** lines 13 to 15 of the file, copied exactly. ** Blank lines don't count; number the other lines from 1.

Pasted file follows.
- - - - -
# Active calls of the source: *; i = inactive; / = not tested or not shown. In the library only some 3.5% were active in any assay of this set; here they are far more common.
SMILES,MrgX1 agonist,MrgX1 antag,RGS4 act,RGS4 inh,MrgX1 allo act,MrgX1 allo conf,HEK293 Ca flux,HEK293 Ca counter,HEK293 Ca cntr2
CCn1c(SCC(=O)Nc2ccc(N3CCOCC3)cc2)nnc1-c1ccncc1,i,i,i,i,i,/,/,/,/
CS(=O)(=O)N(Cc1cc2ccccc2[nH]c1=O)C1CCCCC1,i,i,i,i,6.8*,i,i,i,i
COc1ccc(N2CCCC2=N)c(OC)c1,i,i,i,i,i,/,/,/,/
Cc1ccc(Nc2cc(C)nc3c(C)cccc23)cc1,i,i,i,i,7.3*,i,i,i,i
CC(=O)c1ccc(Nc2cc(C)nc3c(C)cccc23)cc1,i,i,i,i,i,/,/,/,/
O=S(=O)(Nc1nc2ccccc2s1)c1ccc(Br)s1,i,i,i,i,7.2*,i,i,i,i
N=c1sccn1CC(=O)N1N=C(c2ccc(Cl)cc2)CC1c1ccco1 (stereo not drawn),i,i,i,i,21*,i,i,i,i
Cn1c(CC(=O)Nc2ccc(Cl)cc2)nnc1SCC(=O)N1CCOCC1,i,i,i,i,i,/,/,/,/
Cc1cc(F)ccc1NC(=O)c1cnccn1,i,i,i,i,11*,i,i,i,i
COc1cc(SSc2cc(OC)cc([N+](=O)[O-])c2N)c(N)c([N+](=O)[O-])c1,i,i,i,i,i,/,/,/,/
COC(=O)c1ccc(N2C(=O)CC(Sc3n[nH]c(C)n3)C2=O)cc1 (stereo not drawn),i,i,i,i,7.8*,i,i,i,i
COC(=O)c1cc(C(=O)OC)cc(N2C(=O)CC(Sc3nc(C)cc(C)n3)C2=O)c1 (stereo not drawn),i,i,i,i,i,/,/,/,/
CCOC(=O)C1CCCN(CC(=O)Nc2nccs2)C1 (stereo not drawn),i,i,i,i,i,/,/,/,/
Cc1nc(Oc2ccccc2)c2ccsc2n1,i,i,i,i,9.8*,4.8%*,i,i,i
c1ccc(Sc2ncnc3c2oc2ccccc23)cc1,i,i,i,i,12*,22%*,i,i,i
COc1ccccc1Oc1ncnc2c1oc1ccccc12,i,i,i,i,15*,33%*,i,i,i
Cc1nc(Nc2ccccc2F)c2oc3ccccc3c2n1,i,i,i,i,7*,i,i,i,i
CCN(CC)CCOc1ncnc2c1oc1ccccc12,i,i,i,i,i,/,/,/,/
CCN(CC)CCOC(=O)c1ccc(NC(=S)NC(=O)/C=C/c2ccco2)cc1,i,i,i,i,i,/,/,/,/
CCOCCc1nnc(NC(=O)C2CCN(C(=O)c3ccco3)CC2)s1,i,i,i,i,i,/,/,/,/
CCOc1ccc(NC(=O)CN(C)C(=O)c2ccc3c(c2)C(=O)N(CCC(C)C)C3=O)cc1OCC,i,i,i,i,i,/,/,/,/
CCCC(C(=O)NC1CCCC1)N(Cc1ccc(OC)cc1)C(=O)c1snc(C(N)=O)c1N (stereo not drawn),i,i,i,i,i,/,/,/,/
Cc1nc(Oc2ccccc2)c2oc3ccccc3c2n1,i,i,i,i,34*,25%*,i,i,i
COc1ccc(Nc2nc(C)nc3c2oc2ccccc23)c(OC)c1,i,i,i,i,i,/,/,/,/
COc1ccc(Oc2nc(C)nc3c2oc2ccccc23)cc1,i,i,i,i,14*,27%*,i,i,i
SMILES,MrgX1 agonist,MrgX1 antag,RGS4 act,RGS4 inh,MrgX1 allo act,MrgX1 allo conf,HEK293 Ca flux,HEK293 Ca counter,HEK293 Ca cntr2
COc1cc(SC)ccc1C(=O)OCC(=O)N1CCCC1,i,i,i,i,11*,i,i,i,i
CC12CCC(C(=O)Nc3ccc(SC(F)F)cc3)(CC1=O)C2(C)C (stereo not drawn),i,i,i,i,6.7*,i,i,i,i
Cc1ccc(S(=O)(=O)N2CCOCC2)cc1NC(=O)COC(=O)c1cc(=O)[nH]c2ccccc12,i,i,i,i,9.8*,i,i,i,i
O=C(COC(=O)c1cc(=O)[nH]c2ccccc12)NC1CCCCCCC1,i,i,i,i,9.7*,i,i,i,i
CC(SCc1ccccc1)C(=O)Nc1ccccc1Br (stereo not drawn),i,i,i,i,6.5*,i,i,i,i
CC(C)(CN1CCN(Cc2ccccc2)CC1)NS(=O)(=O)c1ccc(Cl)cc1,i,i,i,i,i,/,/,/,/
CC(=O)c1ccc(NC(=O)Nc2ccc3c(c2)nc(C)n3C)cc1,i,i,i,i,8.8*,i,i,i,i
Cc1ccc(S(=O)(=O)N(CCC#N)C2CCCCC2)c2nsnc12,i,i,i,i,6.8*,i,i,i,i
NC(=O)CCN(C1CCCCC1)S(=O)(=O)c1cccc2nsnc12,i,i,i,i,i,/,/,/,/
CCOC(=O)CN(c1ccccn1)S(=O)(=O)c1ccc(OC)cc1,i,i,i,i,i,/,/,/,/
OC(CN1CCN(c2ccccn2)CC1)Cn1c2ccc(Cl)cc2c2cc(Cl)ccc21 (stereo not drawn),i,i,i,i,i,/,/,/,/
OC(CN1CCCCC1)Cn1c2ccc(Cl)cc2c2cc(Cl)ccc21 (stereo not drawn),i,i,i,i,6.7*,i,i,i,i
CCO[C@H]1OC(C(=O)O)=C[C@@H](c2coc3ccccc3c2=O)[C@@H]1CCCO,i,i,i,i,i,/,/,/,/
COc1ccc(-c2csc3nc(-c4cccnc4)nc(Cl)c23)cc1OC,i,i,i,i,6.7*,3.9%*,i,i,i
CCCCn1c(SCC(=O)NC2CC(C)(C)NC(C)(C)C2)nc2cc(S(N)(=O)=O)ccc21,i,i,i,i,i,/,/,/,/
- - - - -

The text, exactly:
COC(=O)c1ccc(N2C(=O)CC(Sc3n[nH]c(C)n3)C2=O)cc1 (stereo not drawn),i,i,i,i,7.8*,i,i,i,i
COC(=O)c1cc(C(=O)OC)cc(N2C(=O)CC(Sc3nc(C)cc(C)n3)C2=O)c1 (stereo not drawn),i,i,i,i,i,/,/,/,/
CCOC(=O)C1CCCN(CC(=O)Nc2nccs2)C1 (stereo not drawn),i,i,i,i,i,/,/,/,/